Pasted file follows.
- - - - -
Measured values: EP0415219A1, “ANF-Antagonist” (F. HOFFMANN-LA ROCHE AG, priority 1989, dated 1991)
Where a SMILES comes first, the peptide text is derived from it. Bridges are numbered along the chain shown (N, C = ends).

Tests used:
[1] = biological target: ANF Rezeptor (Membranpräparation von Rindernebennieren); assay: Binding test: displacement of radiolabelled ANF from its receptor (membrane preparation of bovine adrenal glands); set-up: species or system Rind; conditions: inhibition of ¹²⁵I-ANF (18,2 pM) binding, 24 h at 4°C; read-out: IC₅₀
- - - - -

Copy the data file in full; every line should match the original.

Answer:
Measured values: EP0415219A1, “ANF-Antagonist” (F. HOFFMANN-LA ROCHE AG, priority 1989, dated 1991)
Where a SMILES comes first, the peptide text is derived from it. Bridges are numbered along the chain shown (N, C = ends).

Tests used:
[1] = biological target: ANF Rezeptor (Membranpräparation von Rindernebennieren); assay: Binding test: displacement of radiolabelled ANF from its receptor (membrane preparation of bovine adrenal glands); set-up: species or system Rind; conditions: inhibition of ¹²⁵I-ANF (18,2 pM) binding, 24 h at 4°C; read-out: IC₅₀